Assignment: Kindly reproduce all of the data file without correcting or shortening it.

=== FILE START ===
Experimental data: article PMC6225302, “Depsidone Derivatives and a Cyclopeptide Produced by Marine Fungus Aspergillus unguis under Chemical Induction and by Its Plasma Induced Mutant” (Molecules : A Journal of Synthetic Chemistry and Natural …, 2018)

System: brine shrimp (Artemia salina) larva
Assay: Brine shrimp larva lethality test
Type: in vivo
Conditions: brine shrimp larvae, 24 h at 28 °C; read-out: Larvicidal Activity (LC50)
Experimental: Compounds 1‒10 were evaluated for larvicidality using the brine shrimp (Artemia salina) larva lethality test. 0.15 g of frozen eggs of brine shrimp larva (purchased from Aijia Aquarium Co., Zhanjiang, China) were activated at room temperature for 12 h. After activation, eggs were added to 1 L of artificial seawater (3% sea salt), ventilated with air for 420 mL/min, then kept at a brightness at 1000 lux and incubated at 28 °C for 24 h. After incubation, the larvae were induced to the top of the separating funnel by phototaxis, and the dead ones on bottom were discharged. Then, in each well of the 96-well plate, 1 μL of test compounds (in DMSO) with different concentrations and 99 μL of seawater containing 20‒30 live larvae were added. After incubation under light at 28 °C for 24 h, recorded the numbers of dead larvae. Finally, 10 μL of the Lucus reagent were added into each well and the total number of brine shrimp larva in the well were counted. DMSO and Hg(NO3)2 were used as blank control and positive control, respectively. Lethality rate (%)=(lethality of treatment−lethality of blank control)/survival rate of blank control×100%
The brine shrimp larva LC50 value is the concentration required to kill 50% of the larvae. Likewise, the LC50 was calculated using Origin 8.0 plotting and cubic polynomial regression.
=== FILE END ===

Experimental data: article PMC6225302, “Depsidone Derivatives and a Cyclopeptide Produced by Marine Fungus Aspergillus unguis under Chemical Induction and by Its Plasma Induced Mutant” (Molecules : A Journal of Synthetic Chemistry and Natural …, 2018)

System: brine shrimp (Artemia salina) larva
Assay: Brine shrimp larva lethality test
Type: in vivo
Conditions: brine shrimp larvae, 24 h at 28 °C; read-out: Larvicidal Activity (LC50)
Experimental: Compounds 1‒10 were evaluated for larvicidality using the brine shrimp (Artemia salina) larva lethality test. 0.15 g of frozen eggs of brine shrimp larva (purchased from Aijia Aquarium Co., Zhanjiang, China) were activated at room temperature for 12 h. After activation, eggs were added to 1 L of artificial seawater (3% sea salt), ventilated with air for 420 mL/min, then kept at a brightness at 1000 lux and incubated at 28 °C for 24 h. After incubation, the larvae were induced to the top of the separating funnel by phototaxis, and the dead ones on bottom were discharged. Then, in each well of the 96-well plate, 1 μL of test compounds (in DMSO) with different concentrations and 99 μL of seawater containing 20‒30 live larvae were added. After incubation under light at 28 °C for 24 h, recorded the numbers of dead larvae. Finally, 10 μL of the Lucus reagent were added into each well and the total number of brine shrimp larva in the well were counted. DMSO and Hg(NO3)2 were used as blank control and positive control, respectively. Lethality rate (%)=(lethality of treatment−lethality of blank control)/survival rate of blank control×100%
The brine shrimp larva LC50 value is the concentration required to kill 50% of the larvae. Likewise, the LC50 was calculated using Origin 8.0 plotting and cubic polynomial regression.